Dare County sets public hearing on workforce housing proposal
Published 1:22 pm Thursday, June 14, 2018
Dare County’s planning board will hold a public hearing July 9 to consider zoning changes to encourage workforce housing.
A year ago, the Outer Banks Chamber of Commerce put together a committee to look into housing needs in the region.
Earlier this month, Bob Peele, chairman of the chamber’s board of directors, told the Dare County Board of Commissioners “the housing crisis on the Outer Banks is real. This is not just a seasonal challenge, it has become a year-round one.”
In his presentation, Peele said “zoning is one of the core issues.” In his letter to commissioners, Peele presented eight zoning moves that “can allow for less restrictive lot sizes and higher densities for development in appropriate areas thus creating opportunities for private developers to address the housing crisis.”
The chamber requested Dare’s planning director to review the requests and report back. The planning board discussed the chamber’s requests at its June 11 meeting and set the hearing date.
The chamber’s requests are as follows:
Accessory dwelling unit
The proposal is to add accessory dwelling unit standards to the following in several zoning districts. Accessory dwelling units, permitted in East Lake and Wanchese residential zones, are defined as a dwelling unit associated with principal residential use subject to compliance with all supplementary local, state and federal permit approvals (Wanchese adds “guest house”). The two residential zones require the following:
– may be attached to or detached from the principal residence. Size of an accessory dwelling unit, whether attached or detached, shall not exceed 900 square feet of heated space.
– located on the site in conformance with the building setbacks of zoning district.
– owner of the property and/or family member shall occupy either the primary residence or accessory dwelling unit.
– one additional off-street parking space required.
– travel trailers and recreational vehicles shall not be used as accessory dwelling units.
– accessory dwelling units may be used for home occupations.
The Wanchese definition adds four additional rules:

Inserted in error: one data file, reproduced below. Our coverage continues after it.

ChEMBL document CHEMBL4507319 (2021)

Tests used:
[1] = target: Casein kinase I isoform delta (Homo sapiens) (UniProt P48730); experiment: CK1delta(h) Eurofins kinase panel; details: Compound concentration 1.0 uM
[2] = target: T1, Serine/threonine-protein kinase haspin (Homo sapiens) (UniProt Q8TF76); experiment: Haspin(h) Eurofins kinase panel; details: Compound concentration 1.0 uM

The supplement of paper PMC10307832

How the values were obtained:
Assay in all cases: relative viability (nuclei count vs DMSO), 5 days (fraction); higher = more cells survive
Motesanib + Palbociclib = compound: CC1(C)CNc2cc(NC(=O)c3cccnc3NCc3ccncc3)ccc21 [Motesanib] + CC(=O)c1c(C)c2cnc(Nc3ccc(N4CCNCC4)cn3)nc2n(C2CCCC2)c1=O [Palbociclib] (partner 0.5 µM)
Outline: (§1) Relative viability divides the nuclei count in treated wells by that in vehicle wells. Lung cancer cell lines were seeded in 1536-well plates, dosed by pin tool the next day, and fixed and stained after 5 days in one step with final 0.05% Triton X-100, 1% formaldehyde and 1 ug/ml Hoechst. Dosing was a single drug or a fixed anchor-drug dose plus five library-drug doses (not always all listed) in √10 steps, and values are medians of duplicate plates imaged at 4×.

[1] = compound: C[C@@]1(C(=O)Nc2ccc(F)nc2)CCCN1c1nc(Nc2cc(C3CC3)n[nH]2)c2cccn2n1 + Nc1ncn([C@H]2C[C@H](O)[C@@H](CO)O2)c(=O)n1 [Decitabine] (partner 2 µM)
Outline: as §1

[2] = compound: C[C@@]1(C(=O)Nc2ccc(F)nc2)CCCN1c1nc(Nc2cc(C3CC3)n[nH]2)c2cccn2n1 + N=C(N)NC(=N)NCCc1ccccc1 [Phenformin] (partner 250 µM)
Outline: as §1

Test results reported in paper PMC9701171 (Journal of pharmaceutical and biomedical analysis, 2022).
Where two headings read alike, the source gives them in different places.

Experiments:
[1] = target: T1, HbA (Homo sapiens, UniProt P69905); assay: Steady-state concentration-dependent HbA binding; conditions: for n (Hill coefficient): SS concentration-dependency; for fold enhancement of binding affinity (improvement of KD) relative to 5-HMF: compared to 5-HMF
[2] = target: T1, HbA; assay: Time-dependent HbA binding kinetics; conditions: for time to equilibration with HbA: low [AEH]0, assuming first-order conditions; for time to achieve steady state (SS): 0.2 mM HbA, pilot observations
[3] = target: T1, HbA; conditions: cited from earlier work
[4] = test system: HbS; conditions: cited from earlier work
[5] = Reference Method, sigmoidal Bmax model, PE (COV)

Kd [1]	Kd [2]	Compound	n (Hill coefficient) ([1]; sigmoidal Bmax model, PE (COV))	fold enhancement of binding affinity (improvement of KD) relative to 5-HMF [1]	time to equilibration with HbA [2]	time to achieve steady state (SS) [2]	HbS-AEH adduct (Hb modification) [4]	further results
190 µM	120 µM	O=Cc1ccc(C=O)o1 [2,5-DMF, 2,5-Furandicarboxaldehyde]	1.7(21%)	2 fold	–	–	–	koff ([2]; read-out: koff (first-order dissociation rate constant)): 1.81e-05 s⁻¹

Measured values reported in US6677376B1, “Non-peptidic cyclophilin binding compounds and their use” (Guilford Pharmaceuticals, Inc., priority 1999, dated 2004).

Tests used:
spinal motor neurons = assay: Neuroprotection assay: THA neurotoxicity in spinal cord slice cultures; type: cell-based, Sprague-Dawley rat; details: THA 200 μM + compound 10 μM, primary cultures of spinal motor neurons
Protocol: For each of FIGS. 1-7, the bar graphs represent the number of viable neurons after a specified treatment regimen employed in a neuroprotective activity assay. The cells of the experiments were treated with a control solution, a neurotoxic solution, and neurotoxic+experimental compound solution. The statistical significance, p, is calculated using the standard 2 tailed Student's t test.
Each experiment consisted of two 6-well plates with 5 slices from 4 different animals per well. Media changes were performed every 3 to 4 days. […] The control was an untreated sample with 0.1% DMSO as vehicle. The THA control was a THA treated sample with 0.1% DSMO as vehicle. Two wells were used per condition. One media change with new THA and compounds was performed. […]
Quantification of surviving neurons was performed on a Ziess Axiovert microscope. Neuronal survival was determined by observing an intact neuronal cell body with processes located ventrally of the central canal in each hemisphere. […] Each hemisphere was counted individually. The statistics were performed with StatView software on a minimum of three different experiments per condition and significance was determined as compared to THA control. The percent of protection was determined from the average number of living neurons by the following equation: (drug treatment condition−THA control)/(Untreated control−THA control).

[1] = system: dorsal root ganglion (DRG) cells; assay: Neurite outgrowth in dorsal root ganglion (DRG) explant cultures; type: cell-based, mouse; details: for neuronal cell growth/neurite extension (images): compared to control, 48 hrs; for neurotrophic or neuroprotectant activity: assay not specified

– cannot be subdivided or segregated in ownership from the principal use structure.
– an outbuilding on a residential lot that exists at the time of adoption of this ordinance may be converted into an accessory dwelling unit, if lot coverage can be met for the accessory unit and the primary residence.
– constructed according to all applicable state and federal regulations and local building code requirements, including federal floodplain elevation regulations if applicable.
– submit annual verification of year-round occupancy of the principal use structure or the accessory dwelling unit to the Dare County Planning Department, if necessary.
The chamber request asks that the size limit for accessory dwelling units be subordinate in size only to the primary use structure and not exceed the total conditional space of the primary use structure. In the current definitions the size is limited to 900 square feet.
The letter urges removal of the requirement that property owners on parcels with accessory dwelling units, occupy the principal dwelling as permanent residence and supports standards such as limit of one accessory dwelling unit per lot and not sold separately unless lot can be subdivided.
The chamber’s letter asks that districts which currently allow duplexes be amended to make duplex lot sizes consistent with single-family lot sizes.
Two recommendations are made:
– amend parking requirements to be one parking space per bedroom instead of the 2.5 spaces per unit.
– increase dwelling densities per acre to those contained in the Family Housing Incentives Standards.